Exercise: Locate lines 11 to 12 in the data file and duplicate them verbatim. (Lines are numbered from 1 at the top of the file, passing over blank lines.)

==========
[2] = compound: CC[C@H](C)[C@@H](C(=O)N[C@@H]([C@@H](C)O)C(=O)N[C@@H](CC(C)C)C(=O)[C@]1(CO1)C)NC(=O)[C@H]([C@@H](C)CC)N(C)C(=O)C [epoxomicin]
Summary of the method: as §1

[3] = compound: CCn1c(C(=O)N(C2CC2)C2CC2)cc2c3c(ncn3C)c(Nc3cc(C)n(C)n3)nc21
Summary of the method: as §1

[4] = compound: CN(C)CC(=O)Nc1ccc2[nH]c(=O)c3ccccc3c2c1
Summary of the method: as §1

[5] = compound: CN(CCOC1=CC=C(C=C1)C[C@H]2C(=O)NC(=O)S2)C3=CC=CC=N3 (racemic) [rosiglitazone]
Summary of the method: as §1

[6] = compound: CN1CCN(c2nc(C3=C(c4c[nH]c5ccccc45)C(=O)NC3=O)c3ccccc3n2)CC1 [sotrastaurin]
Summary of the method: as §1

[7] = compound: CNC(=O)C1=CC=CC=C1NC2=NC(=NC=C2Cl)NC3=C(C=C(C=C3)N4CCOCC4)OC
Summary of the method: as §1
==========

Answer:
[7] = compound: CNC(=O)C1=CC=CC=C1NC2=NC(=NC=C2Cl)NC3=C(C=C(C=C3)N4CCOCC4)OC
Summary of the method: as §1